The Federal Communications Commission (FCC) has approved a request by the Motion Pictures Association Of America (MPAA) that paves the way in some cases for VOD releases of new releases before their DVD or Blu-ray launch.
The decision is almost certain to be unpopular among the exhibition sector in a year that has already seen their cherished releaseing window come under attack from The Walt Disney Company.
It means that owners of televisions with digitally secure interfaces will be able to receive high-definition content from a cable, satellite or IPTV provider using an anti-piracy protocol called selectable output control.
“On balance, this limited waiver will provide public interest benefits – making movies widely available for home viewing far earlier than ever before – without imposing harm on any consumers,” the FCC said.
“This action is an important victory for consumers who will now have far greater access to see recent high definition movies in their homes,” the MPAA’s president and interim CEO Bob Pisano said. “We deeply appreciate the recognition by the FCC that recently released movies need special protection against content theft when they are distributed to home televisions.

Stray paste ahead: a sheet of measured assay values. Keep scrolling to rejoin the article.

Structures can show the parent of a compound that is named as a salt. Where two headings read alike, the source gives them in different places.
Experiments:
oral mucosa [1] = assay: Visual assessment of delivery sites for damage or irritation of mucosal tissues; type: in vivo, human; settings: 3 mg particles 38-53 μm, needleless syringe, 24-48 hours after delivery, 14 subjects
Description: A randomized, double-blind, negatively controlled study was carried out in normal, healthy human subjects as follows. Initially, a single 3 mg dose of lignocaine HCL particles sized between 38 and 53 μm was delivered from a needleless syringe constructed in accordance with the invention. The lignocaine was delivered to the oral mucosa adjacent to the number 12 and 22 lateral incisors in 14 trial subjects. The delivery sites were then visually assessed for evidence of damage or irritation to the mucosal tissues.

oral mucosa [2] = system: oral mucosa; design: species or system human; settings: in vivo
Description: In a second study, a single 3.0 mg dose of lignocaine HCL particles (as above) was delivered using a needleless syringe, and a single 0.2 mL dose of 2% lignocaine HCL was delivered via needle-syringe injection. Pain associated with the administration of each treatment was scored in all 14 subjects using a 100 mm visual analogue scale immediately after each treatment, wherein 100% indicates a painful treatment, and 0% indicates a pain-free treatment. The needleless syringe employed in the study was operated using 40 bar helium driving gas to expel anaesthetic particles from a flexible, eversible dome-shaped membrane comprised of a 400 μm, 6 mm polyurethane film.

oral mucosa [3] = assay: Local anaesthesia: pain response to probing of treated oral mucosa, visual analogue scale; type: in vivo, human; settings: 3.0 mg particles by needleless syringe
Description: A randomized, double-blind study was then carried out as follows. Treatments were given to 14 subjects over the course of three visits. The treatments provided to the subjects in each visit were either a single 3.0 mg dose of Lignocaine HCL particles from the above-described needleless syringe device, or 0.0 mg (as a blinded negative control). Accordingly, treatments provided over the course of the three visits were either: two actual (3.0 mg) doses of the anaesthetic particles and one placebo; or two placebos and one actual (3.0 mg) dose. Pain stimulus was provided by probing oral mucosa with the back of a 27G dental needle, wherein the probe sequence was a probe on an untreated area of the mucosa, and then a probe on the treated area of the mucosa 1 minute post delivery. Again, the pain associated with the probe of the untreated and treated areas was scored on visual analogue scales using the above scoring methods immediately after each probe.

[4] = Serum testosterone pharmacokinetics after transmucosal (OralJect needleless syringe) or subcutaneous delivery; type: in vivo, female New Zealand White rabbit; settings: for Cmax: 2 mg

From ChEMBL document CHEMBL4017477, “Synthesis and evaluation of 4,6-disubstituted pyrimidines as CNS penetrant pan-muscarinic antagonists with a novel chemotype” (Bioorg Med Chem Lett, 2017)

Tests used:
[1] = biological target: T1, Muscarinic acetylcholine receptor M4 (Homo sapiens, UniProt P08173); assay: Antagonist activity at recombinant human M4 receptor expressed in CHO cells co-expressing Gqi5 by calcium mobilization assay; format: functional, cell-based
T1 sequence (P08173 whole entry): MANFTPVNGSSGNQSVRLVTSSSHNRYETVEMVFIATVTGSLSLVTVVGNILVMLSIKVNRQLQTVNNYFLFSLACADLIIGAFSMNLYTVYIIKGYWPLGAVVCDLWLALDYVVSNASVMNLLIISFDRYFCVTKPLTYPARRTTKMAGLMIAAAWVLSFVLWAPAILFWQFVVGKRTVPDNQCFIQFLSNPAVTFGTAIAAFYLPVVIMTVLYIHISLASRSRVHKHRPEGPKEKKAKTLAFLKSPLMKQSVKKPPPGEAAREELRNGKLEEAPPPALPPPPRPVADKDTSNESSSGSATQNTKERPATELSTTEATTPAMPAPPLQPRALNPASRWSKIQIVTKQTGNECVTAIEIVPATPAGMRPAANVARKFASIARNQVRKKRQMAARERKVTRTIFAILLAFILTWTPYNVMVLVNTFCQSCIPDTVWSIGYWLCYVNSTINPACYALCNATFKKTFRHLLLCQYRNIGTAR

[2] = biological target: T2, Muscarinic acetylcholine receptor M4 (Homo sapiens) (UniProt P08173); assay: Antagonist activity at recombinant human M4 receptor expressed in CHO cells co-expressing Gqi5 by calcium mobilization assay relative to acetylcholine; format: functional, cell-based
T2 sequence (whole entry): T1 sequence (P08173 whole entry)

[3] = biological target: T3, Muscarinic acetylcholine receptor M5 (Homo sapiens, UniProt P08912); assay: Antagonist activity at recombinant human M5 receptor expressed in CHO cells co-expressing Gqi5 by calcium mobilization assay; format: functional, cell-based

“The first, and best way to view movies will always be in movie theatres – and nothing can replace the pleasure this brings to millions and millions of people all across our country and the globe,” Pisano added.
“But for those people unable to make it to the theatre and interested in viewing a recently released movie, thanks to the FCC, they will now have a new option. For other consumers who prefer standard, linear, on-demand or DVD or Blu-ray options, these services will be unchanged.”